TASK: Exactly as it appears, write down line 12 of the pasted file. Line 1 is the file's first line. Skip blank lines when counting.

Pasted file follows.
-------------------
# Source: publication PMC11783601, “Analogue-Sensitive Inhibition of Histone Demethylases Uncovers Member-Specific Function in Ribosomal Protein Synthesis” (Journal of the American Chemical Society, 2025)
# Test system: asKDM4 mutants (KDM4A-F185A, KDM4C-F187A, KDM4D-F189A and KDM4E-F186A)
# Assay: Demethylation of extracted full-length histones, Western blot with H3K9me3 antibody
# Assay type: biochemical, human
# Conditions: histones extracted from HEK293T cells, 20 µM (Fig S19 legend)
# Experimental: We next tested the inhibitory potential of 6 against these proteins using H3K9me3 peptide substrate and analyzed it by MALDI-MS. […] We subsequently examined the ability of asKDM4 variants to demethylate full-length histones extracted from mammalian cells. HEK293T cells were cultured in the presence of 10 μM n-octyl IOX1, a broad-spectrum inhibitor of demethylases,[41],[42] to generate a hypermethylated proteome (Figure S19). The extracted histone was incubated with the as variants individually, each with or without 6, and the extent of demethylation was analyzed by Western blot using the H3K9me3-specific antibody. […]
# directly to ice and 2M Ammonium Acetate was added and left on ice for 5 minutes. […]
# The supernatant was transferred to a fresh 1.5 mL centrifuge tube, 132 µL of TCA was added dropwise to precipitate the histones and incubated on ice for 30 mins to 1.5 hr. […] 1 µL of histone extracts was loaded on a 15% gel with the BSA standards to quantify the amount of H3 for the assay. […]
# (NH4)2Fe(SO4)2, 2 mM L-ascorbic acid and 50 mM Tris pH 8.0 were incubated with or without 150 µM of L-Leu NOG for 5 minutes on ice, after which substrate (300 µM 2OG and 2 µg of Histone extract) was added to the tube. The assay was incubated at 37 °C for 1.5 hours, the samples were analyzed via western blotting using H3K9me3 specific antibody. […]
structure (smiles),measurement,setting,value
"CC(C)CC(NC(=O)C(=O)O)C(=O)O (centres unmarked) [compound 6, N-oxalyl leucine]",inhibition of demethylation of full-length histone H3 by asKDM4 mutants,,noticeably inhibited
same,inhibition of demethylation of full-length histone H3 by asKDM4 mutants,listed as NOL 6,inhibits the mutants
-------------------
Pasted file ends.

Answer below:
same,inhibition of demethylation of full-length histone H3 by asKDM4 mutants,listed as NOL 6,inhibits the mutants